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Identifying dog remains from protohistoric and post-contact Inuit archaeological sites in Labrador using stable carbon and nitrogen isotope analysis of bone collagen

Author(s): Peter Whitridge ; Lisa Rankin ; Amelia Fay ; Alison Harris ; Vaughan Grimes

Year: 2014

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Summary

Dogs have been an integral component of Inuit life through their role in hunting and transportation, companionship and as a food resource. Archaeologically, these roles can be investigated through the gross morphological analysis of dog remains, however, the bones of wolves are also found at Inuit archaeological sites and can be similar in size and shape to those of dogs, making an accurate species identification difficult. This poster presents ongoing research using stable carbon and nitrogen isotope analysis of bone collagen to distinguish between domestic (dog) and wild (wolf) canid remains recovered from protohistoric and post-contact Inuit dwellings in Nain, Kongu, Nachvak, and Pigeon Cove, Labrador. These data give insight into the changing nature of the Inuit-dog relationship and may serve as a proxy when comparing Inuit diet, before and after the European colonization of Labrador.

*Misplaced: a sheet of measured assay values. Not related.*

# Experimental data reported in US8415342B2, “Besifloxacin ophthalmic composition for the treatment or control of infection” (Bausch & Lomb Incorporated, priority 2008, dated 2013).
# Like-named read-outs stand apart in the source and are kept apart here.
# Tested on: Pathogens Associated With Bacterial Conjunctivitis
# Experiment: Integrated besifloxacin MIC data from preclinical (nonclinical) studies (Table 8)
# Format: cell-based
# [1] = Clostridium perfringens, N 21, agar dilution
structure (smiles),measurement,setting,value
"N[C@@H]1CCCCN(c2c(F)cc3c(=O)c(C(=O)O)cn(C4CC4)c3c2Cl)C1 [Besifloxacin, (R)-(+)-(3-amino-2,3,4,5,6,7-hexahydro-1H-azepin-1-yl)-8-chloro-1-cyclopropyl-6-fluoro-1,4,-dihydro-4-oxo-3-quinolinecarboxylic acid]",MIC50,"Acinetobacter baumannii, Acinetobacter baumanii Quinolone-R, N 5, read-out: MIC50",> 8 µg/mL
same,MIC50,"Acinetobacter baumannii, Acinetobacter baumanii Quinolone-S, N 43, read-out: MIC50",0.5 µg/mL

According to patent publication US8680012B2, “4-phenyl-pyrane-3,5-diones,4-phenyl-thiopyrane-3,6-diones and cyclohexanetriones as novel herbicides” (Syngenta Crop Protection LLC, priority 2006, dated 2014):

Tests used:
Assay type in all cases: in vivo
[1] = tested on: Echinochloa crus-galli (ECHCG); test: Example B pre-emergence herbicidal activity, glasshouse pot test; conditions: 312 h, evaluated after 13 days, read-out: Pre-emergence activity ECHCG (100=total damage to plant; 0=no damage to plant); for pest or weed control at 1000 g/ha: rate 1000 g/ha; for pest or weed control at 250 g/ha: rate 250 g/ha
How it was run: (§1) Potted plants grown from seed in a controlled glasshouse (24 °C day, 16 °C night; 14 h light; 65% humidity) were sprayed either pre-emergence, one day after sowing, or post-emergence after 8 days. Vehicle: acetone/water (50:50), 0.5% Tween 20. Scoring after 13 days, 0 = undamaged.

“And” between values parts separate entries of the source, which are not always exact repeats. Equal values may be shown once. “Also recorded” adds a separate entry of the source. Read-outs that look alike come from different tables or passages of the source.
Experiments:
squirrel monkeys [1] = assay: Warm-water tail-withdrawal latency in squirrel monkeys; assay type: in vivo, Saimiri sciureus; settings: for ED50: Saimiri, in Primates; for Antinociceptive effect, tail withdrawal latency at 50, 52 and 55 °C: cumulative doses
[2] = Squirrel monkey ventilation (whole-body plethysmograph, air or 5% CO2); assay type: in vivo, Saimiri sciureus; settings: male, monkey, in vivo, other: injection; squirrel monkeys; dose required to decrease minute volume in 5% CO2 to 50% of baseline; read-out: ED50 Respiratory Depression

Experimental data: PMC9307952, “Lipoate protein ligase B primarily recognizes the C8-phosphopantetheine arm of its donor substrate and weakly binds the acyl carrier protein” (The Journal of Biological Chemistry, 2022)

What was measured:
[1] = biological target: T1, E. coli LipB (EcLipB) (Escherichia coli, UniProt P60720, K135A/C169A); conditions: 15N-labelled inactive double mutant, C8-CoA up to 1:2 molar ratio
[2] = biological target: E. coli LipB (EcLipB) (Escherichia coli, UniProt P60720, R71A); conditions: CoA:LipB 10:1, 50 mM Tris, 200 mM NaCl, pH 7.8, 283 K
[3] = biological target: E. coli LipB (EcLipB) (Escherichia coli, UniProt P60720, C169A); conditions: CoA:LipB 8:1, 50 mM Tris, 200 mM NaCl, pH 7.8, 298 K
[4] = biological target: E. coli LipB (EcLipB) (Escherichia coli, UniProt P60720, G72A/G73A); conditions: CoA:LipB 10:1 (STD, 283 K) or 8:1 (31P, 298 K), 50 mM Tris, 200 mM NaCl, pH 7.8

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Identifying dog remains from protohistoric and post-contact Inuit archaeological sites in Labrador using stable carbon and nitrogen isotope analysis of bone collagen. Peter Whitridge, Lisa Rankin, Amelia Fay, Alison Harris, Vaughan Grimes. Presented at Society for Historical Archaeology, Quebec City, Quebec, Canada. 2014 ( tDAR id: 437397)


Record Identifiers

PaperId(s): POS-98,19

Arizona State University The Andrew W. Mellon Foundation National Science Foundation National Endowment for the Humanities Society for American Archaeology Archaeological Institute of America